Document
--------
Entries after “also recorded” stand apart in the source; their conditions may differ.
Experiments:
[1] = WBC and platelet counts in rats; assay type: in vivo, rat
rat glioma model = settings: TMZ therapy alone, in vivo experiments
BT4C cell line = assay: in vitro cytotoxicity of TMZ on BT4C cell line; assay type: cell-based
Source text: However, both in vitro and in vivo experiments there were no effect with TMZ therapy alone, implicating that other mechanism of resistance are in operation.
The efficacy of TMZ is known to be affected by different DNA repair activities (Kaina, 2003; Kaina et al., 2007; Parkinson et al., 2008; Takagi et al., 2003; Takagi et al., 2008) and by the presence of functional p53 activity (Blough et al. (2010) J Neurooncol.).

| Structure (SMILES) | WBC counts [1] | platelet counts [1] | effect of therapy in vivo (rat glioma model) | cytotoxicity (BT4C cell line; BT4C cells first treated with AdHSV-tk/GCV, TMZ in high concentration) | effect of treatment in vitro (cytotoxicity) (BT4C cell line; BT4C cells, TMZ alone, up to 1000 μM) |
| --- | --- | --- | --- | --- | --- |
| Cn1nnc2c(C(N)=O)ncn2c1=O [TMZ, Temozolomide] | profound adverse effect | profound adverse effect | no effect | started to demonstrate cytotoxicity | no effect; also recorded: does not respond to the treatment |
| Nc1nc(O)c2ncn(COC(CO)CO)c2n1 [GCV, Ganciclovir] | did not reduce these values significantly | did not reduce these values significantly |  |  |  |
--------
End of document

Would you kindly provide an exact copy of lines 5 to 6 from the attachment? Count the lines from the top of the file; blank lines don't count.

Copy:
BT4C cell line = assay: in vitro cytotoxicity of TMZ on BT4C cell line; assay type: cell-based
Source text: However, both in vitro and in vivo experiments there were no effect with TMZ therapy alone, implicating that other mechanism of resistance are in operation.